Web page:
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Saturday, February 21

He wouldn't even hurt a fly...

I finally sat down and read Psycho.

I've wanted to read this 1959 Robert Bloch novel for quite a while, but never made time for it. I should have. Psycho was just as entertaining as I had hoped, and I see why Hitchcock chose to adapt it to the big screen.

The Universal film is actually very, very close to the source material. There are a few differences, of course, but the majority of what you see on the screen is straight from the book.

One of the major differences is the character of Norman Bates himself. In the book he's a middle-aged, overweight bookworm - a recluse who still lives at home with his mother while running a shabby motel located at the bottom of the hill below their house.

In the movie the part is played by Anthony Perkins, who is much younger (and leaner) than the character described in the book. Bloch was asked what he thought about this change in the screen version of the character. Here's what he had to say in an interview with Randy and Jean-Marc Lofficier when asked what he thought of the movie adaptation (you can read the entire interview at: http://mgpfeff.home.sprynet.com/lofficier_interview1.html)

"I was absolutely delighted. You know, it's generally the case that they take a title and the book and change it radically. But, in this case, it was about ninety percent from my book. He made only two drastic changes. He downgraded the age of Norman Bates, which was necessary visually. If they had presented a middle-aged man on the screen at that time, you'd automatically suspect that he must be the villain. So, that was a brilliant stroke on his part. The other thing he did was take a large segment of scenes that were in the book, but didn't describe fully. But the rest of it, the characters, the setting, various devices, all came from the book, right down to the last line."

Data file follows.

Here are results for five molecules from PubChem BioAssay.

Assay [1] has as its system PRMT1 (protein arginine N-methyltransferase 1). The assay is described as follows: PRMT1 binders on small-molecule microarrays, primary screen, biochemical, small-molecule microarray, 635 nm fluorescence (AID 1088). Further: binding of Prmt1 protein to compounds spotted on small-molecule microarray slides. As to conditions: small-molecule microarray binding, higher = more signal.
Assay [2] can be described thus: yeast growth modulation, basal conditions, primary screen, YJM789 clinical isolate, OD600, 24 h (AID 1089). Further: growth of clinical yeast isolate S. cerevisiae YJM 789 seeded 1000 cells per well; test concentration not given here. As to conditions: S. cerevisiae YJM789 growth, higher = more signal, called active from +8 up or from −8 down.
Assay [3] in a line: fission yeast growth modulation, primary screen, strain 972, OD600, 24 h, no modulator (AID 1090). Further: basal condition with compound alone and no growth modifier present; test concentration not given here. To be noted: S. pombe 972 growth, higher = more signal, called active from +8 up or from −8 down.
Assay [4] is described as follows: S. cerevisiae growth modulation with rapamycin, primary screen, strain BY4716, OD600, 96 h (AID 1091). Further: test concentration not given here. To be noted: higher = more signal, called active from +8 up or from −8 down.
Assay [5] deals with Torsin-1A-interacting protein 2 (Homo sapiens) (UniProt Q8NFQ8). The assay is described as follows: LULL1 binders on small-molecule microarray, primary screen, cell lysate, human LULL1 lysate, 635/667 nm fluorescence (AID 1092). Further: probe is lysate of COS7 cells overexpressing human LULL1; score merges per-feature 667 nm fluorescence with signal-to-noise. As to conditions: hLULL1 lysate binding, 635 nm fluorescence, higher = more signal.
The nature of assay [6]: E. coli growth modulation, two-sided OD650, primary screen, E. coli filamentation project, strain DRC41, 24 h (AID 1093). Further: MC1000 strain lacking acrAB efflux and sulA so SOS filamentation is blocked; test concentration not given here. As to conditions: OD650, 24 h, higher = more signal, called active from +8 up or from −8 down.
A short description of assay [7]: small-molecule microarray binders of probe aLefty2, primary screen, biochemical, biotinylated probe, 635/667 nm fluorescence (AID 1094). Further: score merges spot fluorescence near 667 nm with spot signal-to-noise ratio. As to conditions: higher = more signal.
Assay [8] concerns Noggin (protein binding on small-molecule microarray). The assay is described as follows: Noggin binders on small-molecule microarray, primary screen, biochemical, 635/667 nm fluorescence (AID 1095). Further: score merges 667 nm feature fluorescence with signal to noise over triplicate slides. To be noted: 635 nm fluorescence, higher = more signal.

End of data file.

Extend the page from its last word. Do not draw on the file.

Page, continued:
There are several theories of where the character of Norman Bates might have originated, and one of these lies with real life serial killer Ed Gein. The Gein murders happened just a few miles from the small Wisconsin town where Bloch lived, and it certainly played a part in influencing the development of the character. But it was more of an inspiration, a kicking off-point, than a blueprint. Bloch also addressed this in interviews and mentioned the ideas of the murders themselves being influential to Psycho, but not so much the man Ed Gein himself.

Another very interesting theory is that Bates was based on real life magazine publisher Calvin Beck, best known for his ground breaking magazine CASTLE OF FRANKENSTEIN. Science Fiction writer Tom Weaver explored this connection in an article that is reprinted on the terrific B-Monster website .
Like Bates, Beck also lived with his mother and was dominated by her overbearing personality. Bloch knew Beck, and the idea that he based Norman Bates on Calvin Beck is more than plausible. Give that article a good read - it is fascinating and is just another example of the fine research that Tom Weaver has done over the years.

I wondered how well the book would hold up, given the fame of the movie adaptation. Psycho met all my expectations, and is a really good read. Of course, I expected no less from one of Bloch's lineage – he comes from the Weird Tales line of writers. Anyone who had work published alongside the likes of Robert Howard, H.P. Lovecraft, Henry Kuttner, Ray Bradbury and Clark Ashton Smith is in the company of the finest horror writers of all time, and indeed is rightly considered one himself.

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